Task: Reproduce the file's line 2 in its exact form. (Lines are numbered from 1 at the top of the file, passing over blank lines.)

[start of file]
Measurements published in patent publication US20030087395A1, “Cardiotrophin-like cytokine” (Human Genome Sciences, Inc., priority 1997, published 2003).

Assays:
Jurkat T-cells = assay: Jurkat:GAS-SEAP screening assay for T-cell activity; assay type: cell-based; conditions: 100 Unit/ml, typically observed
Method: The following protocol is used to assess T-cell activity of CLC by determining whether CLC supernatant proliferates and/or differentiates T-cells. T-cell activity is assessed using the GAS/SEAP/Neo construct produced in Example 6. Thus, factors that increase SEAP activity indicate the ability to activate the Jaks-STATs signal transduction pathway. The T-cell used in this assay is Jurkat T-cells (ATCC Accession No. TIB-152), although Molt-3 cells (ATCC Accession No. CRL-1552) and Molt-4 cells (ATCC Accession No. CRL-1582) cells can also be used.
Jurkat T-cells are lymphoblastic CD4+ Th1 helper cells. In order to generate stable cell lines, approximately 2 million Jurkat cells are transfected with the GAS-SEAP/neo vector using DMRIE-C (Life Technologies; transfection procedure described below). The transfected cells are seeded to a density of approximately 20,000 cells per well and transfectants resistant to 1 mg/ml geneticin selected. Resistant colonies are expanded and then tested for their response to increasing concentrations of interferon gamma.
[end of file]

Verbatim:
Assays: